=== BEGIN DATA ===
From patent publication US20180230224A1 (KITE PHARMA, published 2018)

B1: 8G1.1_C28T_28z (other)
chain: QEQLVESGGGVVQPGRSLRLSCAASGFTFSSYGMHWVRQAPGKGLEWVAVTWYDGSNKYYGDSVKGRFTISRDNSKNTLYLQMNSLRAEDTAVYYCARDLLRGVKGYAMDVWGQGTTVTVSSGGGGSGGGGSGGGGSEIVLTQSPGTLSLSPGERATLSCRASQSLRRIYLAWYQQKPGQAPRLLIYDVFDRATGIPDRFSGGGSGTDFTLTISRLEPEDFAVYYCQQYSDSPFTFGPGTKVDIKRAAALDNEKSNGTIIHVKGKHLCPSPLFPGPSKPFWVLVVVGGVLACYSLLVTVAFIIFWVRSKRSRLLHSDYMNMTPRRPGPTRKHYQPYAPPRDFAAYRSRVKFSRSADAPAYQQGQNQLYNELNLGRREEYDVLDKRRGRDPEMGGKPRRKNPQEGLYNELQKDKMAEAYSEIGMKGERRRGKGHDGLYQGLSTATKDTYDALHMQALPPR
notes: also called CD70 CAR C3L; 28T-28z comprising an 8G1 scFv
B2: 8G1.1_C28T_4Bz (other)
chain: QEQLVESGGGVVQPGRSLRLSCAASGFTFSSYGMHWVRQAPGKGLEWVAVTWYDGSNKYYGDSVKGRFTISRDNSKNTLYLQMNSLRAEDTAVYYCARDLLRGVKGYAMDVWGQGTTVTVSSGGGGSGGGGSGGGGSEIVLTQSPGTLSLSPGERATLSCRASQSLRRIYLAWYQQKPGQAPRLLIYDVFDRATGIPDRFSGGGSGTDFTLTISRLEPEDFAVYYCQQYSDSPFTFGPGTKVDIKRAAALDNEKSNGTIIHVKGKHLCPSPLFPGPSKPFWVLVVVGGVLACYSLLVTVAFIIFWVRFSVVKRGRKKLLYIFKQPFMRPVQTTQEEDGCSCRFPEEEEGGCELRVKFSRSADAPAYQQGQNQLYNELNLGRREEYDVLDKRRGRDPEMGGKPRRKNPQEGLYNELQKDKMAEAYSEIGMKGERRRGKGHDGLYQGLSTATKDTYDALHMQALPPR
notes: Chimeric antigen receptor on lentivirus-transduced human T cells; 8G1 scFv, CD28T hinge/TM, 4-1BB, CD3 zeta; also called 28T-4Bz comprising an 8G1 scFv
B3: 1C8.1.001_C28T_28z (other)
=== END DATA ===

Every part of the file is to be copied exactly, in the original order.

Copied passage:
From patent publication US20180230224A1 (KITE PHARMA, published 2018)

B1: 8G1.1_C28T_28z (other)
chain: QEQLVESGGGVVQPGRSLRLSCAASGFTFSSYGMHWVRQAPGKGLEWVAVTWYDGSNKYYGDSVKGRFTISRDNSKNTLYLQMNSLRAEDTAVYYCARDLLRGVKGYAMDVWGQGTTVTVSSGGGGSGGGGSGGGGSEIVLTQSPGTLSLSPGERATLSCRASQSLRRIYLAWYQQKPGQAPRLLIYDVFDRATGIPDRFSGGGSGTDFTLTISRLEPEDFAVYYCQQYSDSPFTFGPGTKVDIKRAAALDNEKSNGTIIHVKGKHLCPSPLFPGPSKPFWVLVVVGGVLACYSLLVTVAFIIFWVRSKRSRLLHSDYMNMTPRRPGPTRKHYQPYAPPRDFAAYRSRVKFSRSADAPAYQQGQNQLYNELNLGRREEYDVLDKRRGRDPEMGGKPRRKNPQEGLYNELQKDKMAEAYSEIGMKGERRRGKGHDGLYQGLSTATKDTYDALHMQALPPR
notes: also called CD70 CAR C3L; 28T-28z comprising an 8G1 scFv
B2: 8G1.1_C28T_4Bz (other)
chain: QEQLVESGGGVVQPGRSLRLSCAASGFTFSSYGMHWVRQAPGKGLEWVAVTWYDGSNKYYGDSVKGRFTISRDNSKNTLYLQMNSLRAEDTAVYYCARDLLRGVKGYAMDVWGQGTTVTVSSGGGGSGGGGSGGGGSEIVLTQSPGTLSLSPGERATLSCRASQSLRRIYLAWYQQKPGQAPRLLIYDVFDRATGIPDRFSGGGSGTDFTLTISRLEPEDFAVYYCQQYSDSPFTFGPGTKVDIKRAAALDNEKSNGTIIHVKGKHLCPSPLFPGPSKPFWVLVVVGGVLACYSLLVTVAFIIFWVRFSVVKRGRKKLLYIFKQPFMRPVQTTQEEDGCSCRFPEEEEGGCELRVKFSRSADAPAYQQGQNQLYNELNLGRREEYDVLDKRRGRDPEMGGKPRRKNPQEGLYNELQKDKMAEAYSEIGMKGERRRGKGHDGLYQGLSTATKDTYDALHMQALPPR
notes: Chimeric antigen receptor on lentivirus-transduced human T cells; 8G1 scFv, CD28T hinge/TM, 4-1BB, CD3 zeta; also called 28T-4Bz comprising an 8G1 scFv
B3: 1C8.1.001_C28T_28z (other)